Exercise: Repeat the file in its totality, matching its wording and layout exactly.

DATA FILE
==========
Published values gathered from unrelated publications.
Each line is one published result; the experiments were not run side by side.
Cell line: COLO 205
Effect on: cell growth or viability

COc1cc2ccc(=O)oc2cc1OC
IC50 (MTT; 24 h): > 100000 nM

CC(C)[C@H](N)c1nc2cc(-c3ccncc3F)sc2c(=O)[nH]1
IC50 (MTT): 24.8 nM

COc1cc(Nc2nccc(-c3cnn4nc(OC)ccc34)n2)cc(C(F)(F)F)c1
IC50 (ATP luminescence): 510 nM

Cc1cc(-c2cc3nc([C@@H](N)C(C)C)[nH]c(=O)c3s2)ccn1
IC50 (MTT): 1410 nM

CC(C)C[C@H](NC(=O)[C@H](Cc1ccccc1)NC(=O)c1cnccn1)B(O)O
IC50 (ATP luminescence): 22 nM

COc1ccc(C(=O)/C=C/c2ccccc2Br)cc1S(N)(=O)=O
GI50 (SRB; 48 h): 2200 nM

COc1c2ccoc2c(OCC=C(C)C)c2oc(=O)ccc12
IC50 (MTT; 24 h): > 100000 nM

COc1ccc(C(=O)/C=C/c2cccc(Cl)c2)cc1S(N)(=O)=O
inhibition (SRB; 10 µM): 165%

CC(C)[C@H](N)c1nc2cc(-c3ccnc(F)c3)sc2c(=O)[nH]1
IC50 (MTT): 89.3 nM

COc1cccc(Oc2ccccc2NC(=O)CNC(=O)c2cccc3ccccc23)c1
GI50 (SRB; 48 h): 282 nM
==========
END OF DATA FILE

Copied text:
Published values gathered from unrelated publications.
Each line is one published result; the experiments were not run side by side.
Cell line: COLO 205
Effect on: cell growth or viability

COc1cc2ccc(=O)oc2cc1OC
IC50 (MTT; 24 h): > 100000 nM

CC(C)[C@H](N)c1nc2cc(-c3ccncc3F)sc2c(=O)[nH]1
IC50 (MTT): 24.8 nM

COc1cc(Nc2nccc(-c3cnn4nc(OC)ccc34)n2)cc(C(F)(F)F)c1
IC50 (ATP luminescence): 510 nM

Cc1cc(-c2cc3nc([C@@H](N)C(C)C)[nH]c(=O)c3s2)ccn1
IC50 (MTT): 1410 nM

CC(C)C[C@H](NC(=O)[C@H](Cc1ccccc1)NC(=O)c1cnccn1)B(O)O
IC50 (ATP luminescence): 22 nM

COc1ccc(C(=O)/C=C/c2ccccc2Br)cc1S(N)(=O)=O
GI50 (SRB; 48 h): 2200 nM

COc1c2ccoc2c(OCC=C(C)C)c2oc(=O)ccc12
IC50 (MTT; 24 h): > 100000 nM

COc1ccc(C(=O)/C=C/c2cccc(Cl)c2)cc1S(N)(=O)=O
inhibition (SRB; 10 µM): 165%

CC(C)[C@H](N)c1nc2cc(-c3ccnc(F)c3)sc2c(=O)[nH]1
IC50 (MTT): 89.3 nM

COc1cccc(Oc2ccccc2NC(=O)CNC(=O)c2cccc3ccccc23)c1
GI50 (SRB; 48 h): 282 nM